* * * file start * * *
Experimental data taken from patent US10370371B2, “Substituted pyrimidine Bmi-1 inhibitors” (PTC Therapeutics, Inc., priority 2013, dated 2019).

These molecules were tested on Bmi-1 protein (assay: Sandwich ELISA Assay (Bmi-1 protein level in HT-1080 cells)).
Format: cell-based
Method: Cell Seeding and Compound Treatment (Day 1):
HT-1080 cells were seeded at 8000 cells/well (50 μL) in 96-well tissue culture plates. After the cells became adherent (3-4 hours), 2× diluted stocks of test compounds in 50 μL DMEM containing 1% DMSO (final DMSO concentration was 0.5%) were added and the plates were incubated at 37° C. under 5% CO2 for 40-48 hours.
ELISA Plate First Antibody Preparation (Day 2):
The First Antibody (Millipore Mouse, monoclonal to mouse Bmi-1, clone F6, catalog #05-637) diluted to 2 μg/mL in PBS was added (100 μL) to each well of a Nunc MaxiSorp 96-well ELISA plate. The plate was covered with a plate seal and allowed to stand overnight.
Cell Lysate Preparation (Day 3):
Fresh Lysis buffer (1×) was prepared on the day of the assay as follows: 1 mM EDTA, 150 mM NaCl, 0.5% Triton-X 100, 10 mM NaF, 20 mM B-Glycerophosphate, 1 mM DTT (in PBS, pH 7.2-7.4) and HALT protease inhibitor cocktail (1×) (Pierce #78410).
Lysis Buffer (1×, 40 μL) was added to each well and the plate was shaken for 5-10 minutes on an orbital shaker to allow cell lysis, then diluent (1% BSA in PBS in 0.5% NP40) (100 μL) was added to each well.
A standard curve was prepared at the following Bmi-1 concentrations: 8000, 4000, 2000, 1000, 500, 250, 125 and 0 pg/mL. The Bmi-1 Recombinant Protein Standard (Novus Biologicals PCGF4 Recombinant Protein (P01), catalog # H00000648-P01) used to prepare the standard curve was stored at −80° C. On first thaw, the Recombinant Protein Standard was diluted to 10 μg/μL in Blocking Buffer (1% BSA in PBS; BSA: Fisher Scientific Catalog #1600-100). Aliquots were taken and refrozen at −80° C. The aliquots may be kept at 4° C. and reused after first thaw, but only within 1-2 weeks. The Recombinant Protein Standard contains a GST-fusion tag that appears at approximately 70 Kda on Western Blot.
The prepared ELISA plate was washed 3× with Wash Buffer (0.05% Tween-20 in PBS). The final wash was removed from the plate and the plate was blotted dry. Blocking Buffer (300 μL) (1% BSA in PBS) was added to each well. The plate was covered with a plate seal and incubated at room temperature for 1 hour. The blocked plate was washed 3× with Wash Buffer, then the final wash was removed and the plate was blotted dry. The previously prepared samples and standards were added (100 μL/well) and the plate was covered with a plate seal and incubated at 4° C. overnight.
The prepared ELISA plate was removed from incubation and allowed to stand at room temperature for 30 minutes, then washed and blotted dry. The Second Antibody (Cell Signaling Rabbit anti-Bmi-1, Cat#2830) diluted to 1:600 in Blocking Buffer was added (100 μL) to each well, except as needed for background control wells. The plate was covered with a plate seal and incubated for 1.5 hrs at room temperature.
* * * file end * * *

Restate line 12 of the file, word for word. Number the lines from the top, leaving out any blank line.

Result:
The prepared ELISA plate was washed 3× with Wash Buffer (0.05% Tween-20 in PBS). The final wash was removed from the plate and the plate was blotted dry. Blocking Buffer (300 μL) (1% BSA in PBS) was added to each well. The plate was covered with a plate seal and incubated at room temperature for 1 hour. The blocked plate was washed 3× with Wash Buffer, then the final wash was removed and the plate was blotted dry. The previously prepared samples and standards were added (100 μL/well) and the plate was covered with a plate seal and incubated at 4° C. overnight.